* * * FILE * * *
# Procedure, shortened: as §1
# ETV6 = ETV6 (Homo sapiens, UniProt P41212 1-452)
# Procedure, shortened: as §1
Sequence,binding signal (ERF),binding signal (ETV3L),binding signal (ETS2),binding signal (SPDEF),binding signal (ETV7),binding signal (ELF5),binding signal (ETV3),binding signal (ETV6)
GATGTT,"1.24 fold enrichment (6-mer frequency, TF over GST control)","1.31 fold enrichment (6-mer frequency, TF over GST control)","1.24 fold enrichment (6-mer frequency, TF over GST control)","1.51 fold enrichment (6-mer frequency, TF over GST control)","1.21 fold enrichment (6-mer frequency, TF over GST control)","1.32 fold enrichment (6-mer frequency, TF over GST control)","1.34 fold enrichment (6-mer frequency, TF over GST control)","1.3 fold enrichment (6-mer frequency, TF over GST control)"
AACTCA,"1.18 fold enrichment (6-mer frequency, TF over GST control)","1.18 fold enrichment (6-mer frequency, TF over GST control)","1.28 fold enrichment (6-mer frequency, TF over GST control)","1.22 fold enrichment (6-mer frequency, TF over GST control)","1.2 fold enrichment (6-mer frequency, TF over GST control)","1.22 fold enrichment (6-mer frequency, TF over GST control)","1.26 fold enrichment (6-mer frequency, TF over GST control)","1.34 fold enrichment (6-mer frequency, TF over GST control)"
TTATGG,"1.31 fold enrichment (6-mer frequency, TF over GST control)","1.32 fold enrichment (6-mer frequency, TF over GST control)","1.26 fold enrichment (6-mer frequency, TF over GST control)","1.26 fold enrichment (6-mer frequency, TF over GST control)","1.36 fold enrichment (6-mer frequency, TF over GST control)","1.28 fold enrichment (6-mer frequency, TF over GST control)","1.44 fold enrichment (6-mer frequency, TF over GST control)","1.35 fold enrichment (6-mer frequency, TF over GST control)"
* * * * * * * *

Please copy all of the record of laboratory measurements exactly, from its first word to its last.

# Procedure, shortened: as §1
# ETV6 = ETV6 (Homo sapiens, UniProt P41212 1-452)
# Procedure, shortened: as §1
Sequence,binding signal (ERF),binding signal (ETV3L),binding signal (ETS2),binding signal (SPDEF),binding signal (ETV7),binding signal (ELF5),binding signal (ETV3),binding signal (ETV6)
GATGTT,"1.24 fold enrichment (6-mer frequency, TF over GST control)","1.31 fold enrichment (6-mer frequency, TF over GST control)","1.24 fold enrichment (6-mer frequency, TF over GST control)","1.51 fold enrichment (6-mer frequency, TF over GST control)","1.21 fold enrichment (6-mer frequency, TF over GST control)","1.32 fold enrichment (6-mer frequency, TF over GST control)","1.34 fold enrichment (6-mer frequency, TF over GST control)","1.3 fold enrichment (6-mer frequency, TF over GST control)"
AACTCA,"1.18 fold enrichment (6-mer frequency, TF over GST control)","1.18 fold enrichment (6-mer frequency, TF over GST control)","1.28 fold enrichment (6-mer frequency, TF over GST control)","1.22 fold enrichment (6-mer frequency, TF over GST control)","1.2 fold enrichment (6-mer frequency, TF over GST control)","1.22 fold enrichment (6-mer frequency, TF over GST control)","1.26 fold enrichment (6-mer frequency, TF over GST control)","1.34 fold enrichment (6-mer frequency, TF over GST control)"
TTATGG,"1.31 fold enrichment (6-mer frequency, TF over GST control)","1.32 fold enrichment (6-mer frequency, TF over GST control)","1.26 fold enrichment (6-mer frequency, TF over GST control)","1.26 fold enrichment (6-mer frequency, TF over GST control)","1.36 fold enrichment (6-mer frequency, TF over GST control)","1.28 fold enrichment (6-mer frequency, TF over GST control)","1.44 fold enrichment (6-mer frequency, TF over GST control)","1.35 fold enrichment (6-mer frequency, TF over GST control)"